Project description:Frail patients may have heightened risk of dysphagia, a potentially modifiable health factor. Our aim is to examine whether the relationship between dysphagia and adverse health outcomes differs by frailty conditions among inpatients???50 years of age. Medical or surgical hospitalizations among patients???50 years of age in the Healthcare Cost and Utilization Project's National Inpatient Sample from 2014 through the first three quarters of 2015 were included. Adverse outcomes included length of stay (LOS), hospital costs, in-hospital mortality, discharge status, and medical complications. Dysphagia was determined by ICD-9-CM codes. Frailty was defined as (a)???1 condition in the10-item Johns Hopkins Adjusted Clinical Groups (ACG) frailty measure and a frailty index for the (b) ACG and (c) a 19-item Frailty Risk Score (FRS) categorized as non-frail, pre-frail, and frail. Weighted generalized linear models for complex survey designs using generalized estimating equations were performed. Of 6,230,114 unweighted hospitalizations, 4.0% had a dysphagia diagnosis. Dysphagia presented in 3.1% and 11.0% of non-frail and frail hospitalizations using the binary ACG (p?<?0.001) and in 2.9%, 7.9%, and 16.0% of non-frail, pre-frail, and frail hospitalizations using the indexed FRS (p?<?0.001). Dysphagia was associated with greater LOS, higher total costs, increased non-routine discharges, and more medical complications among both frail and non-frail patients using the three frailty definitions. Dysphagia was associated with adverse outcomes in both frail and non-frail medical or surgical hospitalizations. Dysphagia management is an important consideration for providers seeking to reduce risk in vulnerable populations.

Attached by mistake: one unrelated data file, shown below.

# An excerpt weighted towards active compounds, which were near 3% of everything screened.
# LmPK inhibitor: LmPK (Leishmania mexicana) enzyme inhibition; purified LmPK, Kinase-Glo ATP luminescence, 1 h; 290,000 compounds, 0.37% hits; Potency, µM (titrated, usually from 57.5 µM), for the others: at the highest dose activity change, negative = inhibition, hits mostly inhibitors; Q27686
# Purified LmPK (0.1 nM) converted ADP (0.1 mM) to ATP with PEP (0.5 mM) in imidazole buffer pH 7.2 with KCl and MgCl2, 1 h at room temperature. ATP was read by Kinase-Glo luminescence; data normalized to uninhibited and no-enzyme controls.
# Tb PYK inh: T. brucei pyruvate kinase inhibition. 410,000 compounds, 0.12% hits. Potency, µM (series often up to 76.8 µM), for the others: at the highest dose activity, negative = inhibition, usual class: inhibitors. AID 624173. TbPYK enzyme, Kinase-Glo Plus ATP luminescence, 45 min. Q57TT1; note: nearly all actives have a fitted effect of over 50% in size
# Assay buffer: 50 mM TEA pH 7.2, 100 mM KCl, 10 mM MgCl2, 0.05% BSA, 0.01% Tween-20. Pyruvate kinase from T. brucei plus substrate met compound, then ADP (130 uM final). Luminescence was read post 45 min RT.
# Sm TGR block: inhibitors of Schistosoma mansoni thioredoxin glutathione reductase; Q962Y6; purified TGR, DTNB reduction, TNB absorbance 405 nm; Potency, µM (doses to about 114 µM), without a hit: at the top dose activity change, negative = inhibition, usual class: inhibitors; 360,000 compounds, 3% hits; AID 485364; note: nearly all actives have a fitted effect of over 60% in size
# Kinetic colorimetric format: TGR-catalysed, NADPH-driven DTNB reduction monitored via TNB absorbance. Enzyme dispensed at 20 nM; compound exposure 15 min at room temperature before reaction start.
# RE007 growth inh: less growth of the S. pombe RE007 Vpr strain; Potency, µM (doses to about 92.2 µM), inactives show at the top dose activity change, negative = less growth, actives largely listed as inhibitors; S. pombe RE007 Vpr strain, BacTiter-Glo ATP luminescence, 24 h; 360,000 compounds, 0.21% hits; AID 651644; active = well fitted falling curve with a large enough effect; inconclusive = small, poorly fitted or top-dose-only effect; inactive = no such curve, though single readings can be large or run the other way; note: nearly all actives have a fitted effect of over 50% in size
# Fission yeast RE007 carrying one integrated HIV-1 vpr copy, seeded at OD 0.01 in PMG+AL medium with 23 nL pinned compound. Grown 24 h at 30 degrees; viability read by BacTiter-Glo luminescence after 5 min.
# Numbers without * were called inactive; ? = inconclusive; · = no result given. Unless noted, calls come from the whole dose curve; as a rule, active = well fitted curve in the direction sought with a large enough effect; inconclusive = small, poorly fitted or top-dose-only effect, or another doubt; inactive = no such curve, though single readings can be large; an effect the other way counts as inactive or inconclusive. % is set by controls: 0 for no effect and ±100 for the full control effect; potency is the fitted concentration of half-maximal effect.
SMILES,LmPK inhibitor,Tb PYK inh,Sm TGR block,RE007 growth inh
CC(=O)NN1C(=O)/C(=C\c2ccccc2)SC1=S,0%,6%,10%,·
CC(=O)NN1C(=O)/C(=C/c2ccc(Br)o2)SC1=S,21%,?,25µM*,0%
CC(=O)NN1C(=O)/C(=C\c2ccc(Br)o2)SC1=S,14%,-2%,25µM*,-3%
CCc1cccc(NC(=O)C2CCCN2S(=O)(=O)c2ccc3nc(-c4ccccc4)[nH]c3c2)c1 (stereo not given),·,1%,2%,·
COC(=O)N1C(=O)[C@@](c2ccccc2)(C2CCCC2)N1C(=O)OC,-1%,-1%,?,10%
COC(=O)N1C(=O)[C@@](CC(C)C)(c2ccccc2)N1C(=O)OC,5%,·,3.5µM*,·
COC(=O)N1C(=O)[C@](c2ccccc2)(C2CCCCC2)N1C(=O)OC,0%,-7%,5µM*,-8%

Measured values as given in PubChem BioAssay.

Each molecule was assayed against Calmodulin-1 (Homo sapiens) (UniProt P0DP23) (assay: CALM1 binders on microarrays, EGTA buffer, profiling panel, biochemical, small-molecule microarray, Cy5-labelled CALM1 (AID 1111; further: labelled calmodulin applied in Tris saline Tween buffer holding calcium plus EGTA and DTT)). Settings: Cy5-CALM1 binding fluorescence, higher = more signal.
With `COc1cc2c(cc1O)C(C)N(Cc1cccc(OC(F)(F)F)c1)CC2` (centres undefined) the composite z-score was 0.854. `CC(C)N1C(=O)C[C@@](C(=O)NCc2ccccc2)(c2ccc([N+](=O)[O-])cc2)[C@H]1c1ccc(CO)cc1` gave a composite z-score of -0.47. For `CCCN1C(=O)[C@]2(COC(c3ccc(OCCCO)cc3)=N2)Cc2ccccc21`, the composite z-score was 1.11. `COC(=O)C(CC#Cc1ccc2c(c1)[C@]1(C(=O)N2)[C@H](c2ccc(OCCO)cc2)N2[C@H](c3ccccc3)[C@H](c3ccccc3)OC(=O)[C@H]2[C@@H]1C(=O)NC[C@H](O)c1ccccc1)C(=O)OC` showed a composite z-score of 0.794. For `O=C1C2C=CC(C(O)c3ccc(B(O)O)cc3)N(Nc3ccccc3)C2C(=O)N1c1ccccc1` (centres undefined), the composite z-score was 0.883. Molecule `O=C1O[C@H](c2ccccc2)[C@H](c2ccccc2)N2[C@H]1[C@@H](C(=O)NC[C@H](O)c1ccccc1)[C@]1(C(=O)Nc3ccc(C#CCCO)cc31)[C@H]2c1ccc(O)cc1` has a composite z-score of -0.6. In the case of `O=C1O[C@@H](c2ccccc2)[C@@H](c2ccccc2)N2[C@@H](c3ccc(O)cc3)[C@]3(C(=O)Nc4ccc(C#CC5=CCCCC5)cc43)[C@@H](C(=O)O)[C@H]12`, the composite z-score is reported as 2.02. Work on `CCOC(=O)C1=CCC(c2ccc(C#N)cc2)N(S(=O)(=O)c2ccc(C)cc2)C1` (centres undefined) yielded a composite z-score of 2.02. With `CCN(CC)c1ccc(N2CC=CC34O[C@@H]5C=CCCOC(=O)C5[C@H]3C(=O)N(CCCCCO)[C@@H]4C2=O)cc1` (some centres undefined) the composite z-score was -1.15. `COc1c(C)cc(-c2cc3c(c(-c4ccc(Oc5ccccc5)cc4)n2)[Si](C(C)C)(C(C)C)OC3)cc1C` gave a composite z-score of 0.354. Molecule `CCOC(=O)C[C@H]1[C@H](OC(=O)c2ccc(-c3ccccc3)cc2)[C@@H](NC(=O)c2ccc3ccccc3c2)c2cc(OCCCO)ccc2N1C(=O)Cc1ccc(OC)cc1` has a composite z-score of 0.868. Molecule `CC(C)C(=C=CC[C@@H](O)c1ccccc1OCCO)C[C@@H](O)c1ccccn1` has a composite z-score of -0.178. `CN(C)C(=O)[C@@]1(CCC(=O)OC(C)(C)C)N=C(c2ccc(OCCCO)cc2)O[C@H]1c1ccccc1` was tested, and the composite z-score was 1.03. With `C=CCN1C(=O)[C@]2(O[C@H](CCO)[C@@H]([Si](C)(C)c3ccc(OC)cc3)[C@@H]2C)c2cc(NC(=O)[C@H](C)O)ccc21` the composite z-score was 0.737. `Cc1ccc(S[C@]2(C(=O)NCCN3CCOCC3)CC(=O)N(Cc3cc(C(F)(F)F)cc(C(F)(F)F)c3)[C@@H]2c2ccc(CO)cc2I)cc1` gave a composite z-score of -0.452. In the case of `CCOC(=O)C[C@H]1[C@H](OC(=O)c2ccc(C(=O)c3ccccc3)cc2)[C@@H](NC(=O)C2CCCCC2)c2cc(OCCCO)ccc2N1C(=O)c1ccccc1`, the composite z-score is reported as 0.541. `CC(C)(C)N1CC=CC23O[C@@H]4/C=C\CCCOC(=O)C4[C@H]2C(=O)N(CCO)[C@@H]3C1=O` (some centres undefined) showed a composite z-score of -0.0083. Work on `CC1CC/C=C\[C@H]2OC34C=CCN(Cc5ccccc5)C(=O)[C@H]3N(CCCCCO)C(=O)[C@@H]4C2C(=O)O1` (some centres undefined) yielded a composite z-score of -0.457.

Project description:Although critical care physicians view obesity as an independent poor prognostic marker, growing evidence suggests that obesity is, instead, associated with improved mortality following ICU admission. However, this prior empirical work may be biased by preferential admission of obese patients to ICUs, and little is known about other patient-centered outcomes following critical illness. We sought to determine whether 1-year mortality, healthcare utilization, and functional outcomes following a severe sepsis hospitalization differ by body mass index.Observational cohort study.U.S. hospitals.We analyzed 1,404 severe sepsis hospitalizations (1999-2005) among Medicare beneficiaries enrolled in the nationally representative Health and Retirement Study, of which 597 (42.5%) were normal weight, 473 (33.7%) were overweight, and 334 (23.8%) were obese or severely obese, as assessed at their survey prior to acute illness. Underweight patients were excluded a priori.None.Using Medicare claims, we identified severe sepsis hospitalizations and measured inpatient healthcare facility use and calculated total and itemized Medicare spending in the year following hospital discharge. Using the National Death Index, we determined mortality. We ascertained pre- and postmorbid functional status from survey data. Patients with greater body mass indexes experienced lower 1-year mortality compared with nonobese patients, and there was a dose-response relationship such that obese (odds ratio = 0.59; 95% CI, 0.39-0.88) and severely obese patients (odds ratio = 0.46; 95% CI, 0.26-0.80) had the lowest mortality. Total days in a healthcare facility and Medicare expenditures were greater for obese patients (p < 0.01 for both comparisons), but average daily utilization (p = 0.44) and Medicare spending were similar (p = 0.65) among normal, overweight, and obese survivors. Total function limitations following severe sepsis did not differ by body mass index category (p = 0.64).Obesity is associated with improved mortality among severe sepsis patients. Due to longer survival, obese sepsis survivors use more healthcare and result in higher Medicare spending in the year following hospitalization. Median daily healthcare utilization was similar across body mass index categories.